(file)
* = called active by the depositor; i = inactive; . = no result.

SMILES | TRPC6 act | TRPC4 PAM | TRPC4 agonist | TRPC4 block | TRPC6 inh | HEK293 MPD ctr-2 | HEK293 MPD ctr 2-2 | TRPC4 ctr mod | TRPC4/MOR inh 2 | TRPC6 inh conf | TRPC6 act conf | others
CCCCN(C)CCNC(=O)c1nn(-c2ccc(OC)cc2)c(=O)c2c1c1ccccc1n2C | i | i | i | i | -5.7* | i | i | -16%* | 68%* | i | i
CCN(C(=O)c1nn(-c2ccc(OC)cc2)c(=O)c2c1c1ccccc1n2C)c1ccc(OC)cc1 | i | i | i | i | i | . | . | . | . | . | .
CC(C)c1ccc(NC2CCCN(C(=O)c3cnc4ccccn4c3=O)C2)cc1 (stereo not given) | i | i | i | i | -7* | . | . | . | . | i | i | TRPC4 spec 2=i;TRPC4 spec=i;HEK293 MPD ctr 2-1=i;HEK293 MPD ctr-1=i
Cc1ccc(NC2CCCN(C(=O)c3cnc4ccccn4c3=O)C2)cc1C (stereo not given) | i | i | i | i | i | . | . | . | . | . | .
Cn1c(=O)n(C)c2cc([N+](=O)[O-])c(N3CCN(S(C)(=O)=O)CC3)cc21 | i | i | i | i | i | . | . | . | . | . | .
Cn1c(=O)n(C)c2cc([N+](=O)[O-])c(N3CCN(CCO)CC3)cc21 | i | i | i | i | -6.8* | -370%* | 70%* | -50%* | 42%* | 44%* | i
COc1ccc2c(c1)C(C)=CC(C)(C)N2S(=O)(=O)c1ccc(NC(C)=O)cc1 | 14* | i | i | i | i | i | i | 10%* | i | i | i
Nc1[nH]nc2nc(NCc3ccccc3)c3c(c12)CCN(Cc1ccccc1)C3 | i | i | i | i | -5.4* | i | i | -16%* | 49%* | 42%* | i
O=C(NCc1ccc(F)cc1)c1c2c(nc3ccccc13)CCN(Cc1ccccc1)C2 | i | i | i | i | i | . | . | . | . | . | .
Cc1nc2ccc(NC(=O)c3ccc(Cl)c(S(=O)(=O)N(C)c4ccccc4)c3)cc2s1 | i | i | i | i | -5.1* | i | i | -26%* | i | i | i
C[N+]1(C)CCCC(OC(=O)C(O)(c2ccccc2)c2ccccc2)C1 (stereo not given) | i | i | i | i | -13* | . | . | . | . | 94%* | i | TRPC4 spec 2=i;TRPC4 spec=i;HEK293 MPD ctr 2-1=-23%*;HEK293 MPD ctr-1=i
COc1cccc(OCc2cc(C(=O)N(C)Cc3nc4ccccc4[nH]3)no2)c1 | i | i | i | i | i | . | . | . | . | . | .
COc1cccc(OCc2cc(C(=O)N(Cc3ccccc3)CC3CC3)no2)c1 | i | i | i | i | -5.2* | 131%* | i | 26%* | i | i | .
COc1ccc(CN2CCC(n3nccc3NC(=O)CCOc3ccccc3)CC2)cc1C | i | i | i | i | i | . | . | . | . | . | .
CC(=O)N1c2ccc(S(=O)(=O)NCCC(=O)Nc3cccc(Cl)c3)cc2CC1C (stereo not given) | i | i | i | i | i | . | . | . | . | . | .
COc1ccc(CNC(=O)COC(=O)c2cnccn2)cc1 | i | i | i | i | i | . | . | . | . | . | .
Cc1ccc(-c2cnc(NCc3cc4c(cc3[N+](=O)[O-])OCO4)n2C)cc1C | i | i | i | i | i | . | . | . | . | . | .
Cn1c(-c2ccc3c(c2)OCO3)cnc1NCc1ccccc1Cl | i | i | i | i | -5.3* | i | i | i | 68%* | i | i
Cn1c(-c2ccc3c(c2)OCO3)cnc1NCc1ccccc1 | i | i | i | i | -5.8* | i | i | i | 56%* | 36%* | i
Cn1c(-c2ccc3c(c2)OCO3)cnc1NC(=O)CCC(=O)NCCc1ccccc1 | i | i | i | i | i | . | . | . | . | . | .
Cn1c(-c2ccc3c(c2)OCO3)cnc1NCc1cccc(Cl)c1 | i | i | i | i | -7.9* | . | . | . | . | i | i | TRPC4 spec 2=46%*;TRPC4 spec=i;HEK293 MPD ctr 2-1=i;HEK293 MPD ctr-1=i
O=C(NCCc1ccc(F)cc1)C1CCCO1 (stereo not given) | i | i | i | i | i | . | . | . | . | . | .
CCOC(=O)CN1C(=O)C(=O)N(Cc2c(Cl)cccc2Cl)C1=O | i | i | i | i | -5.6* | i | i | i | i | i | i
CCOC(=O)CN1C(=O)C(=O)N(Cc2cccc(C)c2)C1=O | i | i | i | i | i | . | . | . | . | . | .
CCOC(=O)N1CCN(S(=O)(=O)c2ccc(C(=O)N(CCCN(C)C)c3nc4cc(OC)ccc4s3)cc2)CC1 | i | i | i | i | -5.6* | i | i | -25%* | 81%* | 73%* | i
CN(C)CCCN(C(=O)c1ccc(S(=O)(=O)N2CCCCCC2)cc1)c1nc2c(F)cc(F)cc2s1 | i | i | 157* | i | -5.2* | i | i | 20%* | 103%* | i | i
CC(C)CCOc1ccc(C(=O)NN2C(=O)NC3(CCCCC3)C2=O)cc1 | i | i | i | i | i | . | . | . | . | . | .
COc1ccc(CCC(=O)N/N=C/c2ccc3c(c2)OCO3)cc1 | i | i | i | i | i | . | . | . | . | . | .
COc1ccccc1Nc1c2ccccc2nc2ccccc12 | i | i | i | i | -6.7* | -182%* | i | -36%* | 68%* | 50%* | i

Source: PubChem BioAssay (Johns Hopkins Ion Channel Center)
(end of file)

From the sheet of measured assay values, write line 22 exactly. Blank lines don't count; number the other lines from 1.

Cn1c(-c2ccc3c(c2)OCO3)cnc1NC(=O)CCC(=O)NCCc1ccccc1 | i | i | i | i | i | . | . | . | . | . | .